• PowerShell query for local check:
      • Get-ChildItem -Recurse -Path <Path_IIS_Logs> -Filter “*.log” | Select-String -Pattern ‘powershell.*autodiscover\.json.*\@.*200’
  • Exchange/IIS web log entries with user agents containing the string “Antsword”
    • This user agent is associated with “an active Chinese-based opensource cross-platform website administration tool that supports webshell management” (source: gteltsc[.]vn)
  • Addition of .aspx files to web directories & subsequent inbound traffic to them (webshell installation/usage)
    • Creation/modification of RedirSuiteServiceProxy.aspx, Xml.ashx, pxh4HG1v.ashx, errorEE.aspx
  • EXCHANGE process spawning powershell.exe, cmd.exe, or other rare child processes (based on executable or command line)
  • rar.exe or certutil.exe activity in 4688 process logs on Exchange Servers
    • rar.exe is used to compress/collect files for exfiltration
    • certutil.exe is used to download remote files for further exploitation/persistence 
  • Presence of “echo [S]&cd&echo [E]” in 4688 commandline data (Signature of ChinaChopper)
  • New executables being run (historically anomalous in 4688 process logs)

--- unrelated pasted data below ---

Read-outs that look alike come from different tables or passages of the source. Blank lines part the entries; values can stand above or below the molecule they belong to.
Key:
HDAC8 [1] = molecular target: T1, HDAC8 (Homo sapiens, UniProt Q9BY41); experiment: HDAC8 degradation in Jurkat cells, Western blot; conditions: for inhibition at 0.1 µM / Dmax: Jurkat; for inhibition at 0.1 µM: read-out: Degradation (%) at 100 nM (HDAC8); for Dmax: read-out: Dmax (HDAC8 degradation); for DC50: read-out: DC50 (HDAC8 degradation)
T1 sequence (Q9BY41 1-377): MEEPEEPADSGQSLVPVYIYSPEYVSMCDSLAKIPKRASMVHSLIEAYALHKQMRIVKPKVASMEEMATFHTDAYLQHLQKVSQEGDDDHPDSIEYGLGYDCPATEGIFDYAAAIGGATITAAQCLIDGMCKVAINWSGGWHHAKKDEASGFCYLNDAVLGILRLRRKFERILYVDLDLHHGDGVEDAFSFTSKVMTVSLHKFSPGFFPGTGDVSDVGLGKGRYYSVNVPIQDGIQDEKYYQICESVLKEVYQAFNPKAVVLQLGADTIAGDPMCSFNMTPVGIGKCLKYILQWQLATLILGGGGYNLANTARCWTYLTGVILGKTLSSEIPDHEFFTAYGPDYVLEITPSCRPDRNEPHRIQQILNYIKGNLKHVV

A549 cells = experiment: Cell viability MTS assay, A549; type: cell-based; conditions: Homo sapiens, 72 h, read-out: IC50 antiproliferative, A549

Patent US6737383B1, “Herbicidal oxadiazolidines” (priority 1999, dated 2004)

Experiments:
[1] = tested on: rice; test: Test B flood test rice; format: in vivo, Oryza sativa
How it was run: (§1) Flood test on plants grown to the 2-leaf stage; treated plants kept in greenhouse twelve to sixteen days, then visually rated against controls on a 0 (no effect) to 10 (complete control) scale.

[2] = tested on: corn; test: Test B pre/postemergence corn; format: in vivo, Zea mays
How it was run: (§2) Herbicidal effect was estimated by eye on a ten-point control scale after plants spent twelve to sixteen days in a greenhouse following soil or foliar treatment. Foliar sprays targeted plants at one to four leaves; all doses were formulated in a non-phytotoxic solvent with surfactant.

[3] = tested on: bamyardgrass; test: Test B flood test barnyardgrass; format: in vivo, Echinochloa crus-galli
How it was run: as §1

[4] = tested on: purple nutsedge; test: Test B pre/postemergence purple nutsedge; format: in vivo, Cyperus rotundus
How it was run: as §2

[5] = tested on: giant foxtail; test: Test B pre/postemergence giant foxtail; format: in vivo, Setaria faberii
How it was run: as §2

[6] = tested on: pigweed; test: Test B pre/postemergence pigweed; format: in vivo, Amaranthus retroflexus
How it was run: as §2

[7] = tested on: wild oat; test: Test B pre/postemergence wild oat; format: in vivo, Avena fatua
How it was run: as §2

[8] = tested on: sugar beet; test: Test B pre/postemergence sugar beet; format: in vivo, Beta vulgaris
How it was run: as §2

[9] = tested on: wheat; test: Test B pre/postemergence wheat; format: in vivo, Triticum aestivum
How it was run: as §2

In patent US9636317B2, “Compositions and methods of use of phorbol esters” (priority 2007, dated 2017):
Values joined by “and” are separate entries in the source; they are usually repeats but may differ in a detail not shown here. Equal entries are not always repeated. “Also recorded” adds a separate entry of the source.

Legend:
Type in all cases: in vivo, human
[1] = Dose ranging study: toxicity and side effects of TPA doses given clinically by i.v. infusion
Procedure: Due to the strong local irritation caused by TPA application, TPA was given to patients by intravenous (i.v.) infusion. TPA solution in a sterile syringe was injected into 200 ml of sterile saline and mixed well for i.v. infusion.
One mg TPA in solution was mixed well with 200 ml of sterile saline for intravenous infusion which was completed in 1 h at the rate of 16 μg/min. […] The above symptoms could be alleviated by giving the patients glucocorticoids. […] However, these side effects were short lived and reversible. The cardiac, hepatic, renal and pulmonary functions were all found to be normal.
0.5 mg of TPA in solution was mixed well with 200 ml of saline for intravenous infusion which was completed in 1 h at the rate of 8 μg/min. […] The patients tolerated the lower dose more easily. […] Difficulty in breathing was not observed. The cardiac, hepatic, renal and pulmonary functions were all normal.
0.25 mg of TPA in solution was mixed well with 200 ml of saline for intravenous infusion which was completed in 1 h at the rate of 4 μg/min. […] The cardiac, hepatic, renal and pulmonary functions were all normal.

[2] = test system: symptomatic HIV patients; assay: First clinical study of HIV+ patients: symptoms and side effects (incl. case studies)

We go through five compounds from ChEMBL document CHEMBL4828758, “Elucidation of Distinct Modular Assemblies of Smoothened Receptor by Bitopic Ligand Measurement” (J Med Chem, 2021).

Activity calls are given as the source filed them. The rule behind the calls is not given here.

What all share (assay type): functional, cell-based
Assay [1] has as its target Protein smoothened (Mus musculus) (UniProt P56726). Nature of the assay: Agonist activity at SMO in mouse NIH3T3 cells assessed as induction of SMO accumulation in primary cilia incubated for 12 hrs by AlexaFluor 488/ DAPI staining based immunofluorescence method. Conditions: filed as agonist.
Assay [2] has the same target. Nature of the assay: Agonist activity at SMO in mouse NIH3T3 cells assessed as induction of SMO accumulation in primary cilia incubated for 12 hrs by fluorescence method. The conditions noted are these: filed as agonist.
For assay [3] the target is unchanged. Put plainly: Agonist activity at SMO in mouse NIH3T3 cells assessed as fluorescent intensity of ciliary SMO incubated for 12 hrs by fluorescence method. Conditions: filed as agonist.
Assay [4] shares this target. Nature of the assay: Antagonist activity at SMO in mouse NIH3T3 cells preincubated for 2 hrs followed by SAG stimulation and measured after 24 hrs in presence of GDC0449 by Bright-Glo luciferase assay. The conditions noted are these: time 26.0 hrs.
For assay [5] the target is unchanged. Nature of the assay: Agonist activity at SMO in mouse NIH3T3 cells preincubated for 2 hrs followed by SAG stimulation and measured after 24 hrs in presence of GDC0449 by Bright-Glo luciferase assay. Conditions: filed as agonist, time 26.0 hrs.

• Presence/usage of following files
      • DrSDKCaller.exe
      • all.exe
      • dump.dll
      • ad.exe
      • gpg-error.exe
      • cm.exe
      • msado32.tlb
      • ​​Dll.dll


Microsoft Exchange servers have been observed in high-profile attacks over the past couple years with similar attack chains leading to deployment of web shells for persistent access. A previous Microsoft Exchange significant cyber event involved Hafium (Chinese APT Threat Actor) with an eventual release of exploit code to the public that led to mass exploitation of ProxyLogon and ProxyShell by various Threat Actors to include ransomware gangs. This latest set of vulnerabilities reportedly require initial authentication access for successful exploitation which limits exploitation exposure for these vulnerabilities. As a result of these recurring attack patterns over the past few years, it is recommended that organizations consider utilizing Microsoft cloud technologies such as O365 for email services.  

Customers and organizations are encouraged to implement the guidance and recommendations set out in the “What You Need to Do” section above. 

Deepwatch, a leader in managed security services, protects our customers from ever-increasing cyber threats 24/7/365. Powered by curated threat intelligence produced by our Threat Intel Team, our cloud-based security operations platform provides the industry’s most comprehensive detection and automated response to cyber threats. In addition, dedicated experts provide our tailored guidance to mitigate risk and measurably improve security posture. As a result, hundreds of organizations, from Fortune 100 to mid-sized enterprises, trust Deepwatch to protect their business. Visit to learn more.